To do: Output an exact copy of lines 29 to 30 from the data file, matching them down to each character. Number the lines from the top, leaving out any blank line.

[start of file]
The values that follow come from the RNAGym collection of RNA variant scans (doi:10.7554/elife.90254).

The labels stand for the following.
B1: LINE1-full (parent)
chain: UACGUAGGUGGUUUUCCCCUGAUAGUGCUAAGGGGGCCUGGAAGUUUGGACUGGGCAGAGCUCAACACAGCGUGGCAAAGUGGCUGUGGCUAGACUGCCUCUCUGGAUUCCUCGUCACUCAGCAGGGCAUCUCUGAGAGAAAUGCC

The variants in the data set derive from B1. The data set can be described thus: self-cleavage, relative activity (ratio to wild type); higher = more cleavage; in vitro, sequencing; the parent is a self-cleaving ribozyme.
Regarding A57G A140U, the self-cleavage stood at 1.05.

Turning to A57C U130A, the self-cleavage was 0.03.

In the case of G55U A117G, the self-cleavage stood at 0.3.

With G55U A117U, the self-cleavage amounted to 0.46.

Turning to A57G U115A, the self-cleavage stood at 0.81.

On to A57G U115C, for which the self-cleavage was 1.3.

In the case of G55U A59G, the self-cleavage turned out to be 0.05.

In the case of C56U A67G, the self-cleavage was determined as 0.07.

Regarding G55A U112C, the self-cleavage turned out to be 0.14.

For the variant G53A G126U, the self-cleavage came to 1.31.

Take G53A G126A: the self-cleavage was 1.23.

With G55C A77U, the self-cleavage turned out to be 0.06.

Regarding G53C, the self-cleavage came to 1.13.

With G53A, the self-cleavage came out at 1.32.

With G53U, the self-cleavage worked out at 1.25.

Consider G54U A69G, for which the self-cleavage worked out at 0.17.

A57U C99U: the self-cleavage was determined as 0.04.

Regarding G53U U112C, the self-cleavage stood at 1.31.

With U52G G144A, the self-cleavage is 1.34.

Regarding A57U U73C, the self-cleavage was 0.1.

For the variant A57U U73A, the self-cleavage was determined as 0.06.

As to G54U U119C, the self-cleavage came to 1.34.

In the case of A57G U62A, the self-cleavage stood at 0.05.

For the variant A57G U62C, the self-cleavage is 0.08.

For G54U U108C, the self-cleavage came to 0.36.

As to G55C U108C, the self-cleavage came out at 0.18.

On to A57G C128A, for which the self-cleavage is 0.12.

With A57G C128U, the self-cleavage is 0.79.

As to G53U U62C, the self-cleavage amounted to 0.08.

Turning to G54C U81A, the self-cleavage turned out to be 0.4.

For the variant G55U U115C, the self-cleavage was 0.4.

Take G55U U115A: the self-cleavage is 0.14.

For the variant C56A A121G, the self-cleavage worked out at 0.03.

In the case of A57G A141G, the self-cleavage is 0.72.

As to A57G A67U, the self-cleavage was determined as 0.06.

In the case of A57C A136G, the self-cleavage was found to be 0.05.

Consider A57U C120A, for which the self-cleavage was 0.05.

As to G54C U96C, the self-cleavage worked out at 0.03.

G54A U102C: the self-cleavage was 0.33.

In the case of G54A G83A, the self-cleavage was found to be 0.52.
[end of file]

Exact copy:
For the variant A57G U62C, the self-cleavage is 0.08.

For G54U U108C, the self-cleavage came to 0.36.